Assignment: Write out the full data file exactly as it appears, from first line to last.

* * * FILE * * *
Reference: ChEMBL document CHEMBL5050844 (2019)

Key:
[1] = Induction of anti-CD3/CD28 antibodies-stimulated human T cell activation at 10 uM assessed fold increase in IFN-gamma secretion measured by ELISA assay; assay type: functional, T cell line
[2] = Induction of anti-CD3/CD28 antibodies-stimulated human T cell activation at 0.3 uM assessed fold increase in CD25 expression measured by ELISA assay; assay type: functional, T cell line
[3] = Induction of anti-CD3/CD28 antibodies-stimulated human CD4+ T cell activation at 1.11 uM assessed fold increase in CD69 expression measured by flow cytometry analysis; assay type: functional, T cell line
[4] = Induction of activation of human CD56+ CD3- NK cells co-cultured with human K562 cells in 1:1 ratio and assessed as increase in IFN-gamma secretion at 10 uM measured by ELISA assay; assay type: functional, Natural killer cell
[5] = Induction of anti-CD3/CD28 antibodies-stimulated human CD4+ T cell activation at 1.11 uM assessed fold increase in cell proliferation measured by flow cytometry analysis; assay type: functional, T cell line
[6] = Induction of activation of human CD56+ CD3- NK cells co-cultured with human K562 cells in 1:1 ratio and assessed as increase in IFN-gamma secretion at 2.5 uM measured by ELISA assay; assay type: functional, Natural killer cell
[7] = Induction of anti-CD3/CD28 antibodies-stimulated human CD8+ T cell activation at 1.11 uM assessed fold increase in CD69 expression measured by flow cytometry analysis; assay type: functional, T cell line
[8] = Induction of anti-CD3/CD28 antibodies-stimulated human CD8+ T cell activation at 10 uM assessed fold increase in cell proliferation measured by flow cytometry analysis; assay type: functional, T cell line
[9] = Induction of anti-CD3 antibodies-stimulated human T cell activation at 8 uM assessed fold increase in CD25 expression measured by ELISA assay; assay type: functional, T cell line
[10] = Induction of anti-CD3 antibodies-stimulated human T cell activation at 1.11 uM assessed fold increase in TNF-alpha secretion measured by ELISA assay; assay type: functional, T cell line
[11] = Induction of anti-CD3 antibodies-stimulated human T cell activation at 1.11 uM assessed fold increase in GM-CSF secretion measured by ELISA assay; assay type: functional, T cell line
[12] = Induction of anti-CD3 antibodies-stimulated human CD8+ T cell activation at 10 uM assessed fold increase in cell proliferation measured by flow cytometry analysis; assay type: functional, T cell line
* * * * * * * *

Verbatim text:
Reference: ChEMBL document CHEMBL5050844 (2019)

Key:
[1] = Induction of anti-CD3/CD28 antibodies-stimulated human T cell activation at 10 uM assessed fold increase in IFN-gamma secretion measured by ELISA assay; assay type: functional, T cell line
[2] = Induction of anti-CD3/CD28 antibodies-stimulated human T cell activation at 0.3 uM assessed fold increase in CD25 expression measured by ELISA assay; assay type: functional, T cell line
[3] = Induction of anti-CD3/CD28 antibodies-stimulated human CD4+ T cell activation at 1.11 uM assessed fold increase in CD69 expression measured by flow cytometry analysis; assay type: functional, T cell line
[4] = Induction of activation of human CD56+ CD3- NK cells co-cultured with human K562 cells in 1:1 ratio and assessed as increase in IFN-gamma secretion at 10 uM measured by ELISA assay; assay type: functional, Natural killer cell
[5] = Induction of anti-CD3/CD28 antibodies-stimulated human CD4+ T cell activation at 1.11 uM assessed fold increase in cell proliferation measured by flow cytometry analysis; assay type: functional, T cell line
[6] = Induction of activation of human CD56+ CD3- NK cells co-cultured with human K562 cells in 1:1 ratio and assessed as increase in IFN-gamma secretion at 2.5 uM measured by ELISA assay; assay type: functional, Natural killer cell
[7] = Induction of anti-CD3/CD28 antibodies-stimulated human CD8+ T cell activation at 1.11 uM assessed fold increase in CD69 expression measured by flow cytometry analysis; assay type: functional, T cell line
[8] = Induction of anti-CD3/CD28 antibodies-stimulated human CD8+ T cell activation at 10 uM assessed fold increase in cell proliferation measured by flow cytometry analysis; assay type: functional, T cell line
[9] = Induction of anti-CD3 antibodies-stimulated human T cell activation at 8 uM assessed fold increase in CD25 expression measured by ELISA assay; assay type: functional, T cell line
[10] = Induction of anti-CD3 antibodies-stimulated human T cell activation at 1.11 uM assessed fold increase in TNF-alpha secretion measured by ELISA assay; assay type: functional, T cell line
[11] = Induction of anti-CD3 antibodies-stimulated human T cell activation at 1.11 uM assessed fold increase in GM-CSF secretion measured by ELISA assay; assay type: functional, T cell line
[12] = Induction of anti-CD3 antibodies-stimulated human CD8+ T cell activation at 10 uM assessed fold increase in cell proliferation measured by flow cytometry analysis; assay type: functional, T cell line